Thoughts on the Efficacy of Acupuncture in Nei Jing

The Nei Jing does not state that needle treatment is effective and that herbal medicine is not effective, but most diseases are curable with needle treatment alone.  Huang Di makes this next statement at the very beginning of Ling Shu, chapter one:

“余子万民,养百姓, 而收其租税。余哀其不给,而属有疾病。余欲勿使被毒药,无用砭石,欲以微针痛其经脉,调其血气,营其逆顺出入之会,令可传于后世。” 

“I am responsible to all the citizens, [I must] nourish the hundred families, and to let and tax. I feel sorry for the incapable ones that cannot help themselves, especially those too sick to help themselves.  I have a great desire to not hurt the patients with medicine (herbal medicine), nor to use the stone device.  I want to use the tiny needle to unblock the meridians, to regulate the blood and qi, to nourish the rebellious and sooth the meeting points of the entrances and exits.  I order that this be recorded for later generations.”

Huang Di’s clear bias against the herbal medication used during his era.  To say herbal medicine he uses the words, “毒药” which means “injured by medicine.”  He must have seen the dangers involved in the use of herbs.  Yet, the doctors that teach Huang Di in the book do not hesitate to mention the cases that require herbal medication in conjunction with acupuncture.  

Cases where herbal medicine is recommended are rare.  There are two cases mentioned in Su Wen, chapter thirty-one.  The mention of herbal medicine is a reason why Zhang Zhong Jing, author of the herbal prescription classic, Shang Han Lun based his book off of this chapter of the Nei Jing.  The statements made by Qi Bo in chapter thirty-one leave room for the addition of herbal prescriptions, especially since no exact prescriptions are specified after the mention of herbal medicine is made.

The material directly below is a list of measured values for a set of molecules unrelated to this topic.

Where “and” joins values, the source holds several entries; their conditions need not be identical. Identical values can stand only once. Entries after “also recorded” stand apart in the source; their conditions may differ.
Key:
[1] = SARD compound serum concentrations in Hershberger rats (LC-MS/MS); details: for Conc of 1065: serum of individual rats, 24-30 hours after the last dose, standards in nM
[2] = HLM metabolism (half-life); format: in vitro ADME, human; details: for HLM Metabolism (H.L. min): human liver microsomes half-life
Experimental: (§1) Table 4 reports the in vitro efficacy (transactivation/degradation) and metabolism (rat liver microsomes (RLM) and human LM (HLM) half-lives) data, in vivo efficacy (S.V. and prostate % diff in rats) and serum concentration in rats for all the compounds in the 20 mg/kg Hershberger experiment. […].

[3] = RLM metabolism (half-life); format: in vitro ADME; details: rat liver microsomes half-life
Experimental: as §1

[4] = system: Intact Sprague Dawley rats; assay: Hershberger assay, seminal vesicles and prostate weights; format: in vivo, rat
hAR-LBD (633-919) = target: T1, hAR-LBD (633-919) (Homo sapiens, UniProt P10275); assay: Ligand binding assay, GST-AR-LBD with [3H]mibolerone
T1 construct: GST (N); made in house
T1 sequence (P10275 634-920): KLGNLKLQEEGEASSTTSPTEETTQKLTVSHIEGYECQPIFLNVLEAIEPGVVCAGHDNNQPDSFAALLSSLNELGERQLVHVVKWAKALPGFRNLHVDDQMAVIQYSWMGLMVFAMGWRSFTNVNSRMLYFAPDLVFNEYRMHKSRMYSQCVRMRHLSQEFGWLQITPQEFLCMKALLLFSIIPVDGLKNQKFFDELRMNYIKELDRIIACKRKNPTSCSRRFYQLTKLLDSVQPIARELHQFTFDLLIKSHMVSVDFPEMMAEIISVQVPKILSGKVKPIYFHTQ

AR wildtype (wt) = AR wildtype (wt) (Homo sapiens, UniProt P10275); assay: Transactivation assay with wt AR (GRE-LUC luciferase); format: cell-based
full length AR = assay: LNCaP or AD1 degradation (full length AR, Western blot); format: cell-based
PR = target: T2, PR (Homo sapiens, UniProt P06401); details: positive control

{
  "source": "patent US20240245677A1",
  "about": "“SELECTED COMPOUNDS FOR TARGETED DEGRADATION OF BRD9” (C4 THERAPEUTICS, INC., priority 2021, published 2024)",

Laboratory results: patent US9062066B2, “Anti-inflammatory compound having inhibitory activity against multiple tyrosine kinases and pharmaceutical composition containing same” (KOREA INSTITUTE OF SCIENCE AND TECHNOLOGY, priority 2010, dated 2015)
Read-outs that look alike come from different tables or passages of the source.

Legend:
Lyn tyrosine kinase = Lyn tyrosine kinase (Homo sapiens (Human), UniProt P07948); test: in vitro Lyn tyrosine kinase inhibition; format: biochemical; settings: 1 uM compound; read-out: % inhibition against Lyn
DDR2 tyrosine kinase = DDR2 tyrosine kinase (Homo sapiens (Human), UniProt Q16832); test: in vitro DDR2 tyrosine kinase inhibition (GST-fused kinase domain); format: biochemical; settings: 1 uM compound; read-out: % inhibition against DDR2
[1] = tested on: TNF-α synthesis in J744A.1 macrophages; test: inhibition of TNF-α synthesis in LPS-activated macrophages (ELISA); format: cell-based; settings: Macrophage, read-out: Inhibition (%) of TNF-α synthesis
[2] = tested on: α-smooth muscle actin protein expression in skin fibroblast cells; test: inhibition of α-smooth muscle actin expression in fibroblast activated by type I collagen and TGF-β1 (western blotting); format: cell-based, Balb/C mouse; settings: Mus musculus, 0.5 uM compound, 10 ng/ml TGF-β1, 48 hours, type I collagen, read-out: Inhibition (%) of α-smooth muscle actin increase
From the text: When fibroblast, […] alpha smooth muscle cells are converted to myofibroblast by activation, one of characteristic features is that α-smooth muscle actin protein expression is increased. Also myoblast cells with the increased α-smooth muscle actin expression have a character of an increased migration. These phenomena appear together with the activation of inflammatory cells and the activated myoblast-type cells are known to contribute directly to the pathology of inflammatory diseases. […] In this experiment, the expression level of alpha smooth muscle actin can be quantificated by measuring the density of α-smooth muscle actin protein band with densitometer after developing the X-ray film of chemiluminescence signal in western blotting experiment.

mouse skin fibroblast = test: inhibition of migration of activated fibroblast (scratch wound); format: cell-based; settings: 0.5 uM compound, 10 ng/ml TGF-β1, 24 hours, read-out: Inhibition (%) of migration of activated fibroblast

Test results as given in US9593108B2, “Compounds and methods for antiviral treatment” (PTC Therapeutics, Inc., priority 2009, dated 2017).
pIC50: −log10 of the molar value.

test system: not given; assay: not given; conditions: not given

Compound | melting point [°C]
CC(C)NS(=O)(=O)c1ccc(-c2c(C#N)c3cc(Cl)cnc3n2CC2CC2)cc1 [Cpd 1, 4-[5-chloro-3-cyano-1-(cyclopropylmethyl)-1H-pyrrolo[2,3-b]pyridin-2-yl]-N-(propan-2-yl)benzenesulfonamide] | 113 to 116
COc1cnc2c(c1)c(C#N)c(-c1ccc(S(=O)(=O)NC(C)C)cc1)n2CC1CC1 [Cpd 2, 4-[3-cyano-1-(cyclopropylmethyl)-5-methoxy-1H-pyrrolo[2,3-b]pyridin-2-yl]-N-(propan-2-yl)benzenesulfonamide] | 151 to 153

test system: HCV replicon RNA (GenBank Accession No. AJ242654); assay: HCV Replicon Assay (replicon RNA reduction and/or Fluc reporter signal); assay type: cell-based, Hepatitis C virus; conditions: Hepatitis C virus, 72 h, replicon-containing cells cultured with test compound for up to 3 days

Throughout Nei Jing, it becomes clear that the lack of herbal prescription demonstrates the effectiveness of acupuncture treatment alone.  One of the last paragraphs of Ling Shu, chapter one solidifies this sentiment: 

“今夫五脏之疾也,譬犹刺也,犹污也,犹结也,犹闭也。刺虽久,犹可拨也;污虽久,犹可雪也;结虽久,犹可解也;闭虽久,犹可决也。或言久疾之不可取者,非其说也。夫善用针者,取其疾也,犹拨刺也,犹雪污也,犹解结也,犹决闭也。疾虽久,犹可毕也。言不可治者, 未得其术也。” 

“When people contract a disease in their five viscera, it is like having a thorn embedded in the body, like being tarnished, like being tied into a knot, like being closed down.  The thorn although embedded for a long time, can be removed; the tarnish although present for a long time, can be wiped clean; the knot although tied for quite a long time, can be untied; what was closed down can be opened again.  To say that a chronic disease is not curable is speaking incorrectly.  The doctor that is good at acupuncture can find the disease, can remove the thorn, can wipe away the tarnished, can untie the knot, and open the closed.  A disease, although chronic, can be overcome.  Those who say that diseases are incurable, have not mastered the art of acupuncture.”  

It is the needle that does the work, there was no mention of herbal medicine.  When translating the word acupuncture it must be noted that only one character is used in the Chinese of the previous passage.  Only the character for needle, “针” is used, not “针灸” which is the modern word for acupuncture.  There are no general terms used, like “eastern medicine,” only “needle.”  Therefore the needle must be reintegrated into the modern treatment.  It appears that many practitioners rely on herbal medication more than the needle.  These are the people that, perhaps, “…have not mastered the art of acupuncture.”

Published by Raul Ramirez, L.Ac., Ph.D.

Physician, Catch Wrestler, Kickboxer, Vegan, Progressive

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